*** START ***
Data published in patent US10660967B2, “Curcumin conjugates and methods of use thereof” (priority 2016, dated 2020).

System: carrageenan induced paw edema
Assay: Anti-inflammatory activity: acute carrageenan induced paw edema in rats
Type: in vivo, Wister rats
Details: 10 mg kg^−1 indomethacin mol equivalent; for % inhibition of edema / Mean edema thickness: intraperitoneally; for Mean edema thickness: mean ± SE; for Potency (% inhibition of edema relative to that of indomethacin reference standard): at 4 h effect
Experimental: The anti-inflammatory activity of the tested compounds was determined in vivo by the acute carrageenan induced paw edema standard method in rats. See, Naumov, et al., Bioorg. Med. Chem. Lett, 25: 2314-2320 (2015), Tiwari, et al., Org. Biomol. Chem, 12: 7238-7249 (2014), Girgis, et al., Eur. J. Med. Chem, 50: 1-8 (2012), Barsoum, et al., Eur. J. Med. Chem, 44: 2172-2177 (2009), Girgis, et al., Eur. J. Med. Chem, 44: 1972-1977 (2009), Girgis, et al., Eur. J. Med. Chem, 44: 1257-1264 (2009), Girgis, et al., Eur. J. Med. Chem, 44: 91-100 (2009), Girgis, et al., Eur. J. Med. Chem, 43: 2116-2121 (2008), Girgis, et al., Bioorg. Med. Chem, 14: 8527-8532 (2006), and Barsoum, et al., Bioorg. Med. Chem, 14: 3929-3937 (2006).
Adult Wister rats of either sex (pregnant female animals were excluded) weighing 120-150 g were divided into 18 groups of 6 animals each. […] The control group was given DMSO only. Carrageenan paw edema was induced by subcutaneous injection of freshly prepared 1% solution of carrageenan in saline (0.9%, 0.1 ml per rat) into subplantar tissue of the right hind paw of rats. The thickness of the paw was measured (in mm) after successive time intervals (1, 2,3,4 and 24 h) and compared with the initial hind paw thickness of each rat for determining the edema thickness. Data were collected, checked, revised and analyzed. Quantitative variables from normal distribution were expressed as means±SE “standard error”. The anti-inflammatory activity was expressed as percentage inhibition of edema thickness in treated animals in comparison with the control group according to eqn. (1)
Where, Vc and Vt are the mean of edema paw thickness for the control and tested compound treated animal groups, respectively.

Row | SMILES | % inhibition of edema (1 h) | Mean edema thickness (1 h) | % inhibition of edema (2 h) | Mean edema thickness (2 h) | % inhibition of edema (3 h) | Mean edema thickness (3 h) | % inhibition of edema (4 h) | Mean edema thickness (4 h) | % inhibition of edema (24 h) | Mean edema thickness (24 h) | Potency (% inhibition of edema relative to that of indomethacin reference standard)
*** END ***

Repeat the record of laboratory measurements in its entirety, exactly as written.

Data published in patent US10660967B2, “Curcumin conjugates and methods of use thereof” (priority 2016, dated 2020).

System: carrageenan induced paw edema
Assay: Anti-inflammatory activity: acute carrageenan induced paw edema in rats
Type: in vivo, Wister rats
Details: 10 mg kg^−1 indomethacin mol equivalent; for % inhibition of edema / Mean edema thickness: intraperitoneally; for Mean edema thickness: mean ± SE; for Potency (% inhibition of edema relative to that of indomethacin reference standard): at 4 h effect
Experimental: The anti-inflammatory activity of the tested compounds was determined in vivo by the acute carrageenan induced paw edema standard method in rats. See, Naumov, et al., Bioorg. Med. Chem. Lett, 25: 2314-2320 (2015), Tiwari, et al., Org. Biomol. Chem, 12: 7238-7249 (2014), Girgis, et al., Eur. J. Med. Chem, 50: 1-8 (2012), Barsoum, et al., Eur. J. Med. Chem, 44: 2172-2177 (2009), Girgis, et al., Eur. J. Med. Chem, 44: 1972-1977 (2009), Girgis, et al., Eur. J. Med. Chem, 44: 1257-1264 (2009), Girgis, et al., Eur. J. Med. Chem, 44: 91-100 (2009), Girgis, et al., Eur. J. Med. Chem, 43: 2116-2121 (2008), Girgis, et al., Bioorg. Med. Chem, 14: 8527-8532 (2006), and Barsoum, et al., Bioorg. Med. Chem, 14: 3929-3937 (2006).
Adult Wister rats of either sex (pregnant female animals were excluded) weighing 120-150 g were divided into 18 groups of 6 animals each. […] The control group was given DMSO only. Carrageenan paw edema was induced by subcutaneous injection of freshly prepared 1% solution of carrageenan in saline (0.9%, 0.1 ml per rat) into subplantar tissue of the right hind paw of rats. The thickness of the paw was measured (in mm) after successive time intervals (1, 2,3,4 and 24 h) and compared with the initial hind paw thickness of each rat for determining the edema thickness. Data were collected, checked, revised and analyzed. Quantitative variables from normal distribution were expressed as means±SE “standard error”. The anti-inflammatory activity was expressed as percentage inhibition of edema thickness in treated animals in comparison with the control group according to eqn. (1)
Where, Vc and Vt are the mean of edema paw thickness for the control and tested compound treated animal groups, respectively.

Row | SMILES | % inhibition of edema (1 h) | Mean edema thickness (1 h) | % inhibition of edema (2 h) | Mean edema thickness (2 h) | % inhibition of edema (3 h) | Mean edema thickness (3 h) | % inhibition of edema (4 h) | Mean edema thickness (4 h) | % inhibition of edema (24 h) | Mean edema thickness (24 h) | Potency (% inhibition of edema relative to that of indomethacin reference standard)